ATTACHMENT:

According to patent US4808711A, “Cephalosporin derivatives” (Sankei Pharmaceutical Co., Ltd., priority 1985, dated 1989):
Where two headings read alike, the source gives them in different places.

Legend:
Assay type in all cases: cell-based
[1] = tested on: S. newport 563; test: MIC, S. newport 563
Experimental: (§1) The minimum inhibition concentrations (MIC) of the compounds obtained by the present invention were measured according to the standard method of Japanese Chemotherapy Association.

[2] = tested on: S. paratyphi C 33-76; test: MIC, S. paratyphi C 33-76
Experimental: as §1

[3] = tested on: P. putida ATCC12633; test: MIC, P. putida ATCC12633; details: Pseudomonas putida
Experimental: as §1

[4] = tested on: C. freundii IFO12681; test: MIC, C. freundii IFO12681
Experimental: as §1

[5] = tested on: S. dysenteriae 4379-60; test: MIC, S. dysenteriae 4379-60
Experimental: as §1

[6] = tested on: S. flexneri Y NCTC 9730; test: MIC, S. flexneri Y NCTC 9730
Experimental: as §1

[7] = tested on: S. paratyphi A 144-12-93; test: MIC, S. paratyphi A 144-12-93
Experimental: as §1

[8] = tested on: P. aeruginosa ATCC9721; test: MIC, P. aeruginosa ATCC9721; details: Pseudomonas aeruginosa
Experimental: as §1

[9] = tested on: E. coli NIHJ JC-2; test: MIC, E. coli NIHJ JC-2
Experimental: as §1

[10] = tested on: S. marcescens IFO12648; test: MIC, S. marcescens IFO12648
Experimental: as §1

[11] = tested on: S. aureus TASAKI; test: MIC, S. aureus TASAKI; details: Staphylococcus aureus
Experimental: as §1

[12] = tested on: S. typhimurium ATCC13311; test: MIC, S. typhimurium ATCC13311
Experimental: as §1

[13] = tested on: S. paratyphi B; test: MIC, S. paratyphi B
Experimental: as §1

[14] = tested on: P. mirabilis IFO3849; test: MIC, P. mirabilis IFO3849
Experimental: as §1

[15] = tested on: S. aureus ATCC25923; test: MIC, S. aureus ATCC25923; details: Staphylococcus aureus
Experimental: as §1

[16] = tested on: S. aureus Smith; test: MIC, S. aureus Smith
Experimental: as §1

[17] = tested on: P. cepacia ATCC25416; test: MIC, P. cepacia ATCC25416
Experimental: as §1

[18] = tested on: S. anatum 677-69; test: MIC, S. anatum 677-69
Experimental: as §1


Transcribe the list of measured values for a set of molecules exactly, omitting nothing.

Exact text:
According to patent US4808711A, “Cephalosporin derivatives” (Sankei Pharmaceutical Co., Ltd., priority 1985, dated 1989):
Where two headings read alike, the source gives them in different places.

Legend:
Assay type in all cases: cell-based
[1] = tested on: S. newport 563; test: MIC, S. newport 563
Experimental: (§1) The minimum inhibition concentrations (MIC) of the compounds obtained by the present invention were measured according to the standard method of Japanese Chemotherapy Association.

[2] = tested on: S. paratyphi C 33-76; test: MIC, S. paratyphi C 33-76
Experimental: as §1

[3] = tested on: P. putida ATCC12633; test: MIC, P. putida ATCC12633; details: Pseudomonas putida
Experimental: as §1

[4] = tested on: C. freundii IFO12681; test: MIC, C. freundii IFO12681
Experimental: as §1

[5] = tested on: S. dysenteriae 4379-60; test: MIC, S. dysenteriae 4379-60
Experimental: as §1

[6] = tested on: S. flexneri Y NCTC 9730; test: MIC, S. flexneri Y NCTC 9730
Experimental: as §1

[7] = tested on: S. paratyphi A 144-12-93; test: MIC, S. paratyphi A 144-12-93
Experimental: as §1

[8] = tested on: P. aeruginosa ATCC9721; test: MIC, P. aeruginosa ATCC9721; details: Pseudomonas aeruginosa
Experimental: as §1

[9] = tested on: E. coli NIHJ JC-2; test: MIC, E. coli NIHJ JC-2
Experimental: as §1

[10] = tested on: S. marcescens IFO12648; test: MIC, S. marcescens IFO12648
Experimental: as §1

[11] = tested on: S. aureus TASAKI; test: MIC, S. aureus TASAKI; details: Staphylococcus aureus
Experimental: as §1

[12] = tested on: S. typhimurium ATCC13311; test: MIC, S. typhimurium ATCC13311
Experimental: as §1

[13] = tested on: S. paratyphi B; test: MIC, S. paratyphi B
Experimental: as §1

[14] = tested on: P. mirabilis IFO3849; test: MIC, P. mirabilis IFO3849
Experimental: as §1

[15] = tested on: S. aureus ATCC25923; test: MIC, S. aureus ATCC25923; details: Staphylococcus aureus
Experimental: as §1

[16] = tested on: S. aureus Smith; test: MIC, S. aureus Smith
Experimental: as §1

[17] = tested on: P. cepacia ATCC25416; test: MIC, P. cepacia ATCC25416
Experimental: as §1

[18] = tested on: S. anatum 677-69; test: MIC, S. anatum 677-69
Experimental: as §1